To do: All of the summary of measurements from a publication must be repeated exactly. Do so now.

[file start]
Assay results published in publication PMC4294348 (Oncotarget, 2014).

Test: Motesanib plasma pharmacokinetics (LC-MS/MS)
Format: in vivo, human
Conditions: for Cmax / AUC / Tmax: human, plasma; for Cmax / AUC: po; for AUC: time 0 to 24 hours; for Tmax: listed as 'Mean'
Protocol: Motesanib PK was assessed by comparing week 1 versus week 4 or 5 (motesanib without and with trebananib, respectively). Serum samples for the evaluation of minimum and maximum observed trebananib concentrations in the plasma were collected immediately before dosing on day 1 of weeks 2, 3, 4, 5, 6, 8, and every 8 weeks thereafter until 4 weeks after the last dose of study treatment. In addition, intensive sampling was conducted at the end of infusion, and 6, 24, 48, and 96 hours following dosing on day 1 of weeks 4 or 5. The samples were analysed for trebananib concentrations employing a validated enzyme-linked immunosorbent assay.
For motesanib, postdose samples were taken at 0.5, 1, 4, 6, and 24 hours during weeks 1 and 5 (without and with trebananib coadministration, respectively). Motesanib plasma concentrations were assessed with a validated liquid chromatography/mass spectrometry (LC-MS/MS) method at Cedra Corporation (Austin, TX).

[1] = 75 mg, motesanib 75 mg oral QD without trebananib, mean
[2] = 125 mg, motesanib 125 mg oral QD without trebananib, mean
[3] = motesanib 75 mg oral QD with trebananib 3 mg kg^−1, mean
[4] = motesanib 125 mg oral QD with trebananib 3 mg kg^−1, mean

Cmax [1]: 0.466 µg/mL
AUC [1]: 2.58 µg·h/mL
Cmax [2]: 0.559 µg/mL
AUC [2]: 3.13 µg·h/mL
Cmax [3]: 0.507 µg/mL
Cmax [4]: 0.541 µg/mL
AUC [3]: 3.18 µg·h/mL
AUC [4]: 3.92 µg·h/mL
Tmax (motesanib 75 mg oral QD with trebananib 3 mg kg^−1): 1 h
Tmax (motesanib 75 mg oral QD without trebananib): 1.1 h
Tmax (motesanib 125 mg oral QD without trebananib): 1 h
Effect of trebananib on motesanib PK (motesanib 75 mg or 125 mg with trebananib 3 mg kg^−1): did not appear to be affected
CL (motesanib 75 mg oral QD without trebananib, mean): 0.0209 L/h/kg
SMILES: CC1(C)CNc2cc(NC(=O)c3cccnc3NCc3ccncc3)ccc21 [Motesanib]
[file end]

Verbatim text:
Assay results published in publication PMC4294348 (Oncotarget, 2014).

Test: Motesanib plasma pharmacokinetics (LC-MS/MS)
Format: in vivo, human
Conditions: for Cmax / AUC / Tmax: human, plasma; for Cmax / AUC: po; for AUC: time 0 to 24 hours; for Tmax: listed as 'Mean'
Protocol: Motesanib PK was assessed by comparing week 1 versus week 4 or 5 (motesanib without and with trebananib, respectively). Serum samples for the evaluation of minimum and maximum observed trebananib concentrations in the plasma were collected immediately before dosing on day 1 of weeks 2, 3, 4, 5, 6, 8, and every 8 weeks thereafter until 4 weeks after the last dose of study treatment. In addition, intensive sampling was conducted at the end of infusion, and 6, 24, 48, and 96 hours following dosing on day 1 of weeks 4 or 5. The samples were analysed for trebananib concentrations employing a validated enzyme-linked immunosorbent assay.
For motesanib, postdose samples were taken at 0.5, 1, 4, 6, and 24 hours during weeks 1 and 5 (without and with trebananib coadministration, respectively). Motesanib plasma concentrations were assessed with a validated liquid chromatography/mass spectrometry (LC-MS/MS) method at Cedra Corporation (Austin, TX).

[1] = 75 mg, motesanib 75 mg oral QD without trebananib, mean
[2] = 125 mg, motesanib 125 mg oral QD without trebananib, mean
[3] = motesanib 75 mg oral QD with trebananib 3 mg kg^−1, mean
[4] = motesanib 125 mg oral QD with trebananib 3 mg kg^−1, mean

Cmax [1]: 0.466 µg/mL
AUC [1]: 2.58 µg·h/mL
Cmax [2]: 0.559 µg/mL
AUC [2]: 3.13 µg·h/mL
Cmax [3]: 0.507 µg/mL
Cmax [4]: 0.541 µg/mL
AUC [3]: 3.18 µg·h/mL
AUC [4]: 3.92 µg·h/mL
Tmax (motesanib 75 mg oral QD with trebananib 3 mg kg^−1): 1 h
Tmax (motesanib 75 mg oral QD without trebananib): 1.1 h
Tmax (motesanib 125 mg oral QD without trebananib): 1 h
Effect of trebananib on motesanib PK (motesanib 75 mg or 125 mg with trebananib 3 mg kg^−1): did not appear to be affected
CL (motesanib 75 mg oral QD without trebananib, mean): 0.0209 L/h/kg
SMILES: CC1(C)CNc2cc(NC(=O)c3cccnc3NCc3ccncc3)ccc21 [Motesanib]